Monday, July 30, 2012

Like Royalty

My childhood was charmed.  The first eleven years of it were especially wonderful when we lived in Village Green.  Village green is the name of the trailer park we lived in.  It was all so much like a dream.  Or a reality TV show.  Maybe some of each.  But I loved it.  

I recently decided to look up our trailer park on Google Earth.  Okay, that feels weird.  We never called it the trailer park, we called it the trailer court, so let's just get that out in the open so I can stop trying to remember to keep from typing what is actually coming out of my brain after long years of usage (i.e. trailer court) and translating it into the-rest-of-the-world-ese.

So Village Green was the trailer court (sounds so much more regal and so much less "white trash"*) in which I grew up.  And I decided to find it on Google Earth.  

I entered the address: 222 N. 1200 W., Orem, UT, and here is where it took me:
 I stared and stared at the area directly above where the address is written and couldn't for the LIFE of me make sense of trying to wander through those streets.  Wait.  Where is the park?  Where are half the streets?  And what, pray tell, is that huge parking lot to the left of it?  I don't remember any business in the area large enough to require such a huge parking lot.

I seriously looked up and down the street and zoomed way out and back in again.  I made sure I was looking in the right area compared to Trafalga Family Fun Center, which was just down the street.  Yes. this was the place.  What in the world happened?  Where was the place I had grown up?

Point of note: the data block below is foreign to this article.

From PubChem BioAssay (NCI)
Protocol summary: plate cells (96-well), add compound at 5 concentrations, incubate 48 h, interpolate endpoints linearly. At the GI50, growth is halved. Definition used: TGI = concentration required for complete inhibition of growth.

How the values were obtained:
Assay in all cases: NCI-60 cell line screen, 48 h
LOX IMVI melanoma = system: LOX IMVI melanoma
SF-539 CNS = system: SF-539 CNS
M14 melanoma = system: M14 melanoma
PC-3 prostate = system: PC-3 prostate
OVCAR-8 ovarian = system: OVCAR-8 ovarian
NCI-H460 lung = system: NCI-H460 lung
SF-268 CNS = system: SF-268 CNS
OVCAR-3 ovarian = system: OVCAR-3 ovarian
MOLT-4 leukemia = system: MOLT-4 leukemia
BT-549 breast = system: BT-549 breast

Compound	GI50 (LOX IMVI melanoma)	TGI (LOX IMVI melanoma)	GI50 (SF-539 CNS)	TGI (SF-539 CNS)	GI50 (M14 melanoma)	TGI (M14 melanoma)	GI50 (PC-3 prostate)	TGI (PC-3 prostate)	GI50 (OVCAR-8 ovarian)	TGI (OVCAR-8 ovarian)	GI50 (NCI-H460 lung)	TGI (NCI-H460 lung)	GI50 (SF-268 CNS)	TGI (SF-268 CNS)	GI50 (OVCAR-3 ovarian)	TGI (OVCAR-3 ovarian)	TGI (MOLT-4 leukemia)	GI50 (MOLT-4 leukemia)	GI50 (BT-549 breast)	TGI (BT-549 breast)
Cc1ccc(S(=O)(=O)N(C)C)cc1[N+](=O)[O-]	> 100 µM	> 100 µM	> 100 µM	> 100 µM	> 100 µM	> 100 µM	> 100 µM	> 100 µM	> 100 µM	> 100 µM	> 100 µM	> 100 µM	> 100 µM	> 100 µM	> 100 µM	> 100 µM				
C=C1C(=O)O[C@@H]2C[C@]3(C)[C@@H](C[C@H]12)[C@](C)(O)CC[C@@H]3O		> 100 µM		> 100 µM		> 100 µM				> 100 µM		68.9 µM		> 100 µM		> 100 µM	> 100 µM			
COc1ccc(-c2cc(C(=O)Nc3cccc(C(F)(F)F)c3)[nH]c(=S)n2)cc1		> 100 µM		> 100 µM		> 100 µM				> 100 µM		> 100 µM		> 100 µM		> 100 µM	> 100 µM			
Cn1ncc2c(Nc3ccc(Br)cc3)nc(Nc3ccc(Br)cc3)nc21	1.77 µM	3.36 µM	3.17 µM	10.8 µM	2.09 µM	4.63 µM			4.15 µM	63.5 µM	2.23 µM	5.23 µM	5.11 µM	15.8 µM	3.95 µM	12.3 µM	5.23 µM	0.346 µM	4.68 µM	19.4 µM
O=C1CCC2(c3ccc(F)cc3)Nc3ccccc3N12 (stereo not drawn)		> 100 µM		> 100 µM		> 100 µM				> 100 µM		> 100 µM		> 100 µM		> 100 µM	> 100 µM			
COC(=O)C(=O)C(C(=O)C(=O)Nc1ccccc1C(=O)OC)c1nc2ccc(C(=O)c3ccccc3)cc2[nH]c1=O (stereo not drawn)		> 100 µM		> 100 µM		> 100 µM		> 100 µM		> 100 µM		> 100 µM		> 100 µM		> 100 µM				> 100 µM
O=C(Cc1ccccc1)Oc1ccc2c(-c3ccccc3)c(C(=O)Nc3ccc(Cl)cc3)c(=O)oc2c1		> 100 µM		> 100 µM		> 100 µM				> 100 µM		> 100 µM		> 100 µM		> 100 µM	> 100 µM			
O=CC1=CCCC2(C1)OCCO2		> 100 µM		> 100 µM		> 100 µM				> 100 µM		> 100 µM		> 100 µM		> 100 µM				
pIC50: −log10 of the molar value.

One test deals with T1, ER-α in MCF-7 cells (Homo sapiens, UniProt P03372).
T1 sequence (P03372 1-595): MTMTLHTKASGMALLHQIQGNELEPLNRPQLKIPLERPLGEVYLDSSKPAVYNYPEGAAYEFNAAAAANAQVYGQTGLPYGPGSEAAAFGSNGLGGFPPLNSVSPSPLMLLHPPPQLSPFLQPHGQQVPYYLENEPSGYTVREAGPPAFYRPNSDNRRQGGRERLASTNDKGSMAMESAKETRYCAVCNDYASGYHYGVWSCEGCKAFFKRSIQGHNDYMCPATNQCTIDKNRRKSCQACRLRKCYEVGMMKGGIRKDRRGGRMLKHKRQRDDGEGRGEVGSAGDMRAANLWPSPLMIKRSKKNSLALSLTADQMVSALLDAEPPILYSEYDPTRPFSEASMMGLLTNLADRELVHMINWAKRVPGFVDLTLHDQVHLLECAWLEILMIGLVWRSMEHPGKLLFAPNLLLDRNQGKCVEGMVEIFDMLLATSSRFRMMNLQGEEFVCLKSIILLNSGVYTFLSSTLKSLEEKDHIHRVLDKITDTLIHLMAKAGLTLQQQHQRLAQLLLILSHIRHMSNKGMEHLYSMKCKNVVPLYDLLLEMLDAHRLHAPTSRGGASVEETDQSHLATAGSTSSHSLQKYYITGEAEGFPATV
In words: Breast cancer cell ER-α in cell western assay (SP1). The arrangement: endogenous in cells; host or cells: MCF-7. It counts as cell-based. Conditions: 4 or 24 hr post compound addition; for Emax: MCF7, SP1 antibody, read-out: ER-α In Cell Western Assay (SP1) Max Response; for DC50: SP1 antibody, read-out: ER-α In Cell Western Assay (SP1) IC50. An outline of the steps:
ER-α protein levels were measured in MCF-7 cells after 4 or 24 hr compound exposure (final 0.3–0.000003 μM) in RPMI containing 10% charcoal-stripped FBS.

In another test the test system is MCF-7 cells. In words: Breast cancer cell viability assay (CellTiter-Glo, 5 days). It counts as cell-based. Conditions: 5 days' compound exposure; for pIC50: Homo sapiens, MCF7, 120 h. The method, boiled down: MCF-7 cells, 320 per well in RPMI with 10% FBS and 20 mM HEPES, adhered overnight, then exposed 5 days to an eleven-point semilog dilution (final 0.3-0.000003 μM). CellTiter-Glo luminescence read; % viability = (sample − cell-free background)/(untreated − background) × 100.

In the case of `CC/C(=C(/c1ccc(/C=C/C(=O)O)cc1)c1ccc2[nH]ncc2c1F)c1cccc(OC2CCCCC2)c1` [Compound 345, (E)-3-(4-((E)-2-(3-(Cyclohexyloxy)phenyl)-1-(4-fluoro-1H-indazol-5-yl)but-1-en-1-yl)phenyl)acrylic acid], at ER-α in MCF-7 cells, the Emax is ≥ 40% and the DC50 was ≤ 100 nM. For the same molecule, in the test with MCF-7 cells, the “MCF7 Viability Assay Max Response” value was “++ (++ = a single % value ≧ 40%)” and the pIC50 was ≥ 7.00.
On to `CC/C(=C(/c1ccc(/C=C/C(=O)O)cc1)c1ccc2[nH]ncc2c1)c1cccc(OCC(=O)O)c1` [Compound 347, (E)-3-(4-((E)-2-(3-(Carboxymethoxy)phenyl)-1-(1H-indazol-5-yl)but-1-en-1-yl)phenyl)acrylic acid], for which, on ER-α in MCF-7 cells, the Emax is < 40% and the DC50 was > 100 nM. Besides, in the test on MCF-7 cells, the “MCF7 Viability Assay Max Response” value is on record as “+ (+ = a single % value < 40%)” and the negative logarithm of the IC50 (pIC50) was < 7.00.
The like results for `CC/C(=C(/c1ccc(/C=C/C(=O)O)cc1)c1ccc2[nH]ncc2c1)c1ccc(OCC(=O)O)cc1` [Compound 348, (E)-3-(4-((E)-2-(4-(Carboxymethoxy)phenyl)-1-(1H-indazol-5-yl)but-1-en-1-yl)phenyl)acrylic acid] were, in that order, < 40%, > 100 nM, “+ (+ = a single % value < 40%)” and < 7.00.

Then, after turning the map and thinking and thinking for far more minutes than I care to admit,  I took a closer look at the parking lot.
Yeah.  Duh.  Not duh ME, of course!  Duh, Google Earth, who wrote my address out under the adjacent neighborhood.  How was I to know that the parking lot, which happened to be located exactly where I remembered the trailer court being, actually WAS the trailer court when the address was written so far off?  Sheesh.  

Once I got over that (I feel like an idiot again just thinking about it), I starting wandering in my mind through that trailer court.  And it was all there.  All the places I rode my bike and the hill on which I'd wiped out on my roller skates countless times.  My best freind's house and the park.  Oh, but the pool.  Looks like the swimming pool is gone.  Other than that, it looked like home.  And then I found home.  

In the lower left hand corner, with a brown roof, was the double-wide I grew up in.  The one that started out as a single-wide and, as our family grew, was transformed into a double-wide by my dad, who can do anything. 

Oh the memories!  Thousands of them flying at me in the most random of orders.  And so I realized that I need to put them down.  And so I'm going to.